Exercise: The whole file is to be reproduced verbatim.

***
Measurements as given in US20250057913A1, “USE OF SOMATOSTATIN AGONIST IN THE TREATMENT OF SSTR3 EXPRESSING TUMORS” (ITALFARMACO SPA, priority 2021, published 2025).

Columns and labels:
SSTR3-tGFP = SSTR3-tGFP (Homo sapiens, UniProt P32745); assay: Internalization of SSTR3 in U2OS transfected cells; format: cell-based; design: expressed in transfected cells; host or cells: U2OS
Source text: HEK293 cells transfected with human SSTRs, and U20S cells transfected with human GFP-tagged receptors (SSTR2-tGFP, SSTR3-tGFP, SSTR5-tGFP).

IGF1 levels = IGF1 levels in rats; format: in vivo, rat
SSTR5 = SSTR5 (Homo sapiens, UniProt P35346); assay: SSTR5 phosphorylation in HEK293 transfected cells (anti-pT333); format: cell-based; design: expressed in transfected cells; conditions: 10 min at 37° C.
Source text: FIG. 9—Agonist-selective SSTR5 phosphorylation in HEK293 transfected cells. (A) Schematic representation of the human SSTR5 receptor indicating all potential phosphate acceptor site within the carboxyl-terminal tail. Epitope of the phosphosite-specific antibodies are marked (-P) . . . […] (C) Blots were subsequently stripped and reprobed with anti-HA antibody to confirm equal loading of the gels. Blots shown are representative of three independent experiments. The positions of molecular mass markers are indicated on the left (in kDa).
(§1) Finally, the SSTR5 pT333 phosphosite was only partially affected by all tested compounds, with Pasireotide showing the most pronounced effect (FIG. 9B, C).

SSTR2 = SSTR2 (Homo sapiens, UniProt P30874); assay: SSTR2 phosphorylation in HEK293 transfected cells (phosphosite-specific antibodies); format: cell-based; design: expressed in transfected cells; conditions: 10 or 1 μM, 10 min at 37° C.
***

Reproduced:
Measurements as given in US20250057913A1, “USE OF SOMATOSTATIN AGONIST IN THE TREATMENT OF SSTR3 EXPRESSING TUMORS” (ITALFARMACO SPA, priority 2021, published 2025).

Columns and labels:
SSTR3-tGFP = SSTR3-tGFP (Homo sapiens, UniProt P32745); assay: Internalization of SSTR3 in U2OS transfected cells; format: cell-based; design: expressed in transfected cells; host or cells: U2OS
Source text: HEK293 cells transfected with human SSTRs, and U20S cells transfected with human GFP-tagged receptors (SSTR2-tGFP, SSTR3-tGFP, SSTR5-tGFP).

IGF1 levels = IGF1 levels in rats; format: in vivo, rat
SSTR5 = SSTR5 (Homo sapiens, UniProt P35346); assay: SSTR5 phosphorylation in HEK293 transfected cells (anti-pT333); format: cell-based; design: expressed in transfected cells; conditions: 10 min at 37° C.
Source text: FIG. 9—Agonist-selective SSTR5 phosphorylation in HEK293 transfected cells. (A) Schematic representation of the human SSTR5 receptor indicating all potential phosphate acceptor site within the carboxyl-terminal tail. Epitope of the phosphosite-specific antibodies are marked (-P) . . . […] (C) Blots were subsequently stripped and reprobed with anti-HA antibody to confirm equal loading of the gels. Blots shown are representative of three independent experiments. The positions of molecular mass markers are indicated on the left (in kDa).
(§1) Finally, the SSTR5 pT333 phosphosite was only partially affected by all tested compounds, with Pasireotide showing the most pronounced effect (FIG. 9B, C).

SSTR2 = SSTR2 (Homo sapiens, UniProt P30874); assay: SSTR2 phosphorylation in HEK293 transfected cells (phosphosite-specific antibodies); format: cell-based; design: expressed in transfected cells; conditions: 10 or 1 μM, 10 min at 37° C.